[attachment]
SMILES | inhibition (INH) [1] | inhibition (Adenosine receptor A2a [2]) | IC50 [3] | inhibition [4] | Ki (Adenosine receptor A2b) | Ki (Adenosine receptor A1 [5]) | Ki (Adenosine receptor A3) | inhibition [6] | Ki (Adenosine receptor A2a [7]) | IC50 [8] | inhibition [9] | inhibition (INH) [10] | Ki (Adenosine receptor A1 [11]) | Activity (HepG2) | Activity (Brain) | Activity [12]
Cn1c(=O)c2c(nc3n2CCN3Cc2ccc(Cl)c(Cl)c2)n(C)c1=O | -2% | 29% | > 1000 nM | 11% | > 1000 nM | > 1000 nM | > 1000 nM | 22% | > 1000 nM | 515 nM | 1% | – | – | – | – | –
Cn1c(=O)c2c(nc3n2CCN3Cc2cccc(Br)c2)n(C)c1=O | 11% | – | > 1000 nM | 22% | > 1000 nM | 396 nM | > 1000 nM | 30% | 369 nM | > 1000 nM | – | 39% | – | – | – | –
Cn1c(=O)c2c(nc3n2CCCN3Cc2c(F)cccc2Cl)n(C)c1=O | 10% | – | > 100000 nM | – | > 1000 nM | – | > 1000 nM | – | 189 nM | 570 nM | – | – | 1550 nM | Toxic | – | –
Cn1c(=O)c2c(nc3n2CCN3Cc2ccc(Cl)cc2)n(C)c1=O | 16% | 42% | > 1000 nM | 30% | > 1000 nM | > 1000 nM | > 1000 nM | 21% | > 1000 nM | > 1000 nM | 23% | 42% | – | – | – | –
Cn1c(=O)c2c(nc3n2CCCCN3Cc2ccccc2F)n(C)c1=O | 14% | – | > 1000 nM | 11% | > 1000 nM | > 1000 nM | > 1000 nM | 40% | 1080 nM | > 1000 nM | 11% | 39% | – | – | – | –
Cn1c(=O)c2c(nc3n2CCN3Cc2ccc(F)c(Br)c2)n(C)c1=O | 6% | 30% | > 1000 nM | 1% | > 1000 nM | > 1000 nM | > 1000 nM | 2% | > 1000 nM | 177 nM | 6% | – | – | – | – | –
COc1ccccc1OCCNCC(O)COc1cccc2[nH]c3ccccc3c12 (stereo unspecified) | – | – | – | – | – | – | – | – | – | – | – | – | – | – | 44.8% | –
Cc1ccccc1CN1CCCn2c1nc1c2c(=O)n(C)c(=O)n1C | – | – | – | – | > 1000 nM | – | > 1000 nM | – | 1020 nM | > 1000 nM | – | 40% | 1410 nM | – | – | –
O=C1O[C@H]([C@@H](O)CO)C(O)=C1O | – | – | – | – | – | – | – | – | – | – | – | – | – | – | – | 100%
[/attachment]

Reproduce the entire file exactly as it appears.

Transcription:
SMILES | inhibition (INH) [1] | inhibition (Adenosine receptor A2a [2]) | IC50 [3] | inhibition [4] | Ki (Adenosine receptor A2b) | Ki (Adenosine receptor A1 [5]) | Ki (Adenosine receptor A3) | inhibition [6] | Ki (Adenosine receptor A2a [7]) | IC50 [8] | inhibition [9] | inhibition (INH) [10] | Ki (Adenosine receptor A1 [11]) | Activity (HepG2) | Activity (Brain) | Activity [12]
Cn1c(=O)c2c(nc3n2CCN3Cc2ccc(Cl)c(Cl)c2)n(C)c1=O | -2% | 29% | > 1000 nM | 11% | > 1000 nM | > 1000 nM | > 1000 nM | 22% | > 1000 nM | 515 nM | 1% | – | – | – | – | –
Cn1c(=O)c2c(nc3n2CCN3Cc2cccc(Br)c2)n(C)c1=O | 11% | – | > 1000 nM | 22% | > 1000 nM | 396 nM | > 1000 nM | 30% | 369 nM | > 1000 nM | – | 39% | – | – | – | –
Cn1c(=O)c2c(nc3n2CCCN3Cc2c(F)cccc2Cl)n(C)c1=O | 10% | – | > 100000 nM | – | > 1000 nM | – | > 1000 nM | – | 189 nM | 570 nM | – | – | 1550 nM | Toxic | – | –
Cn1c(=O)c2c(nc3n2CCN3Cc2ccc(Cl)cc2)n(C)c1=O | 16% | 42% | > 1000 nM | 30% | > 1000 nM | > 1000 nM | > 1000 nM | 21% | > 1000 nM | > 1000 nM | 23% | 42% | – | – | – | –
Cn1c(=O)c2c(nc3n2CCCCN3Cc2ccccc2F)n(C)c1=O | 14% | – | > 1000 nM | 11% | > 1000 nM | > 1000 nM | > 1000 nM | 40% | 1080 nM | > 1000 nM | 11% | 39% | – | – | – | –
Cn1c(=O)c2c(nc3n2CCN3Cc2ccc(F)c(Br)c2)n(C)c1=O | 6% | 30% | > 1000 nM | 1% | > 1000 nM | > 1000 nM | > 1000 nM | 2% | > 1000 nM | 177 nM | 6% | – | – | – | – | –
COc1ccccc1OCCNCC(O)COc1cccc2[nH]c3ccccc3c12 (stereo unspecified) | – | – | – | – | – | – | – | – | – | – | – | – | – | – | 44.8% | –
Cc1ccccc1CN1CCCn2c1nc1c2c(=O)n(C)c(=O)n1C | – | – | – | – | > 1000 nM | – | > 1000 nM | – | 1020 nM | > 1000 nM | – | 40% | 1410 nM | – | – | –
O=C1O[C@H]([C@@H](O)CO)C(O)=C1O | – | – | – | – | – | – | – | – | – | – | – | – | – | – | – | 100%